often includes a requirement that a company apply for an eagle take 
permit. Without such a determination, issuance of a permit might in 
some cases disrupt the ongoing investigation, prosecution, or 
negotiation process.
    To recoup the cost of processing longer-term permits, which are 
generally complex due to the need to develop robust adaptive management 
measures, we will assess a $36,000 permit application processing fee 
for eagle incidental take permits of 5 years duration or longer. This 
fee is the same as the fee we currently require to process programmatic 
permits. A commercial applicant for an incidental take permit of a 
duration less than 5 years will pay a $2,500 permit application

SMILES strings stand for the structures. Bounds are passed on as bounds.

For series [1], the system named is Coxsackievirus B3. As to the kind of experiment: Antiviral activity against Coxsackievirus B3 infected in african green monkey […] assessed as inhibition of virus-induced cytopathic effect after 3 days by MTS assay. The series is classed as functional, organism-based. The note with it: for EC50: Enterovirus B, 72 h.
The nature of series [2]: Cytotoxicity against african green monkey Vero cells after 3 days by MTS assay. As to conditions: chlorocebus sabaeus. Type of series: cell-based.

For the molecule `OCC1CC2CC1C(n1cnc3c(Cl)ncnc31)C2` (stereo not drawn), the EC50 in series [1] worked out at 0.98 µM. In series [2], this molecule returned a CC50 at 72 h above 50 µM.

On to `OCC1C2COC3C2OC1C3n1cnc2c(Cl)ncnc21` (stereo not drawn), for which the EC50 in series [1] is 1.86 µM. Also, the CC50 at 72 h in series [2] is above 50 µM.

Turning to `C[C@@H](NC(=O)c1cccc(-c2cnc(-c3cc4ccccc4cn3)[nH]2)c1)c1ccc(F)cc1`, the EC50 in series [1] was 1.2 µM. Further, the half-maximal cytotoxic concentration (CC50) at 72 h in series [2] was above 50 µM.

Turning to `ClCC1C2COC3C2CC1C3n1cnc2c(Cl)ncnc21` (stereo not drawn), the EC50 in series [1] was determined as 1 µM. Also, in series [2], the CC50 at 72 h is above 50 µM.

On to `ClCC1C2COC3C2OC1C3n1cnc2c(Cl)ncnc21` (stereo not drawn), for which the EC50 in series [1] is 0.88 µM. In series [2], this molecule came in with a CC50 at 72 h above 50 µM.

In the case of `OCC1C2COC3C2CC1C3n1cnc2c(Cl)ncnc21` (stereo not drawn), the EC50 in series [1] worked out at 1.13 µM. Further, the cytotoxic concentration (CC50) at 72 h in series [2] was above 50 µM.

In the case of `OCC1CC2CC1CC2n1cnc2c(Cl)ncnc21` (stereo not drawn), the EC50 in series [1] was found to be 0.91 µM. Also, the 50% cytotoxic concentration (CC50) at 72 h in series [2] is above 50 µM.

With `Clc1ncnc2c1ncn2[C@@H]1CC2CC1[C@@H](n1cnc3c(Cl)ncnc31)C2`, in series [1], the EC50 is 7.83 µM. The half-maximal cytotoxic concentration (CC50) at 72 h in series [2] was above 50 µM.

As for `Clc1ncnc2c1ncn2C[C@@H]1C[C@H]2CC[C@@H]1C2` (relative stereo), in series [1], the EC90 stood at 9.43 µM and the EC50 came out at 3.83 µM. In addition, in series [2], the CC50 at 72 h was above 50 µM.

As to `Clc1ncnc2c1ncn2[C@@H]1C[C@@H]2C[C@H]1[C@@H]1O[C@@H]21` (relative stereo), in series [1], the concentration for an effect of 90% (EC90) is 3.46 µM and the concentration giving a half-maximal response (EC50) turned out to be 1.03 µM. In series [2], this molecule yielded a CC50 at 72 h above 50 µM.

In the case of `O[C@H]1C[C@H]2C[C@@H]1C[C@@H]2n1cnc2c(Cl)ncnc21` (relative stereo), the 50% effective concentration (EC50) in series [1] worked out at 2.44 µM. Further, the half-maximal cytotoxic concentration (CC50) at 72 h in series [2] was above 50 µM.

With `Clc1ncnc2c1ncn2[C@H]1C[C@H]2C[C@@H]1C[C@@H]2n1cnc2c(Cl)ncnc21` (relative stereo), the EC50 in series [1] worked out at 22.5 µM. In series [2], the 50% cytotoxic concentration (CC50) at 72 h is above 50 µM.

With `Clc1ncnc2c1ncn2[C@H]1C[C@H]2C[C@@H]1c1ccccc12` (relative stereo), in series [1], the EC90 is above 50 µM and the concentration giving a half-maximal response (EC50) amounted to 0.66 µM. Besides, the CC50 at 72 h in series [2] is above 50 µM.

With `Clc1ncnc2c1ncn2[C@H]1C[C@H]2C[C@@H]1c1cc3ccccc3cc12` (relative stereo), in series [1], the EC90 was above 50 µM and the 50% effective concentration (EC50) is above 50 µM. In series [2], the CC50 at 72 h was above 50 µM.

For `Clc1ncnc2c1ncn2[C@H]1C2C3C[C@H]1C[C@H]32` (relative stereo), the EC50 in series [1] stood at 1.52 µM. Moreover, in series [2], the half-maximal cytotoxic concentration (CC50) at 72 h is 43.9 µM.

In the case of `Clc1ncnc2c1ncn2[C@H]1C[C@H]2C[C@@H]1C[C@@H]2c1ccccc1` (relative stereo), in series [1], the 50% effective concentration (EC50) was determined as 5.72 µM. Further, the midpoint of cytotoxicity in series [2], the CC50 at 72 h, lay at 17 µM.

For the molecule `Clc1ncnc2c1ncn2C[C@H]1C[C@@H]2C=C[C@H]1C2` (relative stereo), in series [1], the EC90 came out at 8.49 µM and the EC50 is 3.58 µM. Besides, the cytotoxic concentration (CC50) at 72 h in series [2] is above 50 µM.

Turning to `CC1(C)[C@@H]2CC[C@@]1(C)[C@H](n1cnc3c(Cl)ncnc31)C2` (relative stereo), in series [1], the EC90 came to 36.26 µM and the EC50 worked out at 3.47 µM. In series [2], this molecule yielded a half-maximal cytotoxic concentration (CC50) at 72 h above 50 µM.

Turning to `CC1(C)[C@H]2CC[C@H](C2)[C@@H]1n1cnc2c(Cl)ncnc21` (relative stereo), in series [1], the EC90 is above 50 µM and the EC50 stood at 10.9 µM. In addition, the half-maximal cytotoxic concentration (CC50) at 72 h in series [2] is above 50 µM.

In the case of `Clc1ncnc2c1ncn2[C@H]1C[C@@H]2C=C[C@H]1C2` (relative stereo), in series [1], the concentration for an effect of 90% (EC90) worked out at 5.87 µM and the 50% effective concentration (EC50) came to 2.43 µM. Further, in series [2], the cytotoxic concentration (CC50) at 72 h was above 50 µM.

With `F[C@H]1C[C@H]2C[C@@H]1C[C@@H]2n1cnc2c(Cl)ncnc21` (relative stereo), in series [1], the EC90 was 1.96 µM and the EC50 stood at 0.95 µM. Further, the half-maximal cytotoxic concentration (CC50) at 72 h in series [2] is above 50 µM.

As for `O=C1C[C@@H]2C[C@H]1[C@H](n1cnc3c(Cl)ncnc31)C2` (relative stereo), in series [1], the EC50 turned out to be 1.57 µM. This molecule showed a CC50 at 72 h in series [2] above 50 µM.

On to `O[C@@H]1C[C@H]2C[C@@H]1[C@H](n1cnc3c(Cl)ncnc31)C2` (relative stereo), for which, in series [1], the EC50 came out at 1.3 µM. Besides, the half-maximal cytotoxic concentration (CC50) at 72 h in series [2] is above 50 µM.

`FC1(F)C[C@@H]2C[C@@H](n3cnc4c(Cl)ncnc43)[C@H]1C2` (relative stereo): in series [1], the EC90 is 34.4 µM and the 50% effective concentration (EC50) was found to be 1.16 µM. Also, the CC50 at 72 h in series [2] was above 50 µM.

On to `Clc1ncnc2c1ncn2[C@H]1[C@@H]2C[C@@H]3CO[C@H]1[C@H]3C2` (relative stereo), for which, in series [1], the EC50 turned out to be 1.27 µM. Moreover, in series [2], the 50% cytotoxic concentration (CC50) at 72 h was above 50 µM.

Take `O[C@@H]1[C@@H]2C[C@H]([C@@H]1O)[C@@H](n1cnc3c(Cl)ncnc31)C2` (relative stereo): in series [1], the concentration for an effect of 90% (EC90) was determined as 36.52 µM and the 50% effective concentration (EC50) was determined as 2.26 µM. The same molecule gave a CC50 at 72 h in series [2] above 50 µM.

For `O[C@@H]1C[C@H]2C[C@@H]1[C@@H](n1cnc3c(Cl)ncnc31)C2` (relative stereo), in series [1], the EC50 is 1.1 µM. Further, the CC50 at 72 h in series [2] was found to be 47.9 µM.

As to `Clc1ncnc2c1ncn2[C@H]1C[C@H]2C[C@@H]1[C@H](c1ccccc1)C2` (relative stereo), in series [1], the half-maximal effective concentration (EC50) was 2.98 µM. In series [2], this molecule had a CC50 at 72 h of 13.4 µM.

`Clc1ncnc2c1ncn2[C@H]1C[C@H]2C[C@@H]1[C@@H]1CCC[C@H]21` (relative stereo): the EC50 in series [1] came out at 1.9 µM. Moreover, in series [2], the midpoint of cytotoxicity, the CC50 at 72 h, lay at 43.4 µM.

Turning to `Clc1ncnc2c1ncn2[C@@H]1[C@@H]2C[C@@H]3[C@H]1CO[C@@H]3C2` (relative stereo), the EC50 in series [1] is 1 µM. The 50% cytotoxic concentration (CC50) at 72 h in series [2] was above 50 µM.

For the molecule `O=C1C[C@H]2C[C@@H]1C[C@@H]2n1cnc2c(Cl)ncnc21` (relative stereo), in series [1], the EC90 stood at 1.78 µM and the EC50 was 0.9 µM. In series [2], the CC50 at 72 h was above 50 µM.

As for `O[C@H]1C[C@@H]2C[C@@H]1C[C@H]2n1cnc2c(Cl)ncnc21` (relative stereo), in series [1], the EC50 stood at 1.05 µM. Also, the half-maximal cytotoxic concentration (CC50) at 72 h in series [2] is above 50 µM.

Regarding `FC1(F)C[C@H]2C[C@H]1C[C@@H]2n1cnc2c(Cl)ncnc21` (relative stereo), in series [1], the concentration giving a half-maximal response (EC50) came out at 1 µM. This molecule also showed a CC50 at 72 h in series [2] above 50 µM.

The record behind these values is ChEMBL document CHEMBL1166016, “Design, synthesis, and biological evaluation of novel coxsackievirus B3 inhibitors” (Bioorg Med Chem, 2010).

processing fee, an increase from the current fee of $1,000 for 
programmatic permits and $500 for standard permits. The amendment fee 
for those permits would increase from $150 to $500. The proposed higher 
fees for commercial entities would recover a larger portion of the 
actual cost to the Service, including technical assistance provided to 
the potential applicant by the Service prior to receiving the actual 
permit application package. Commercial entities have the opportunity to 
recoup the costs of doing business by passing those costs on to their 
customers. The incidental take permit application processing fee for 
homeowners and other non-commercial entities remains $500, and the 
amendment fee for those permits is unchanged at $150.
    We will assess a user fee called an ``administration fee'' every 5 
years for long-term permits to cover the cost to the Service of 
conducting the 5-year evaluation and developing any appropriate 
modifications to the permit. The proposed rule would have implemented a 
$15,000 administration fee but, based on changes to the rule, and upon 
subsequent analysis, we have determined that an $8,000 administration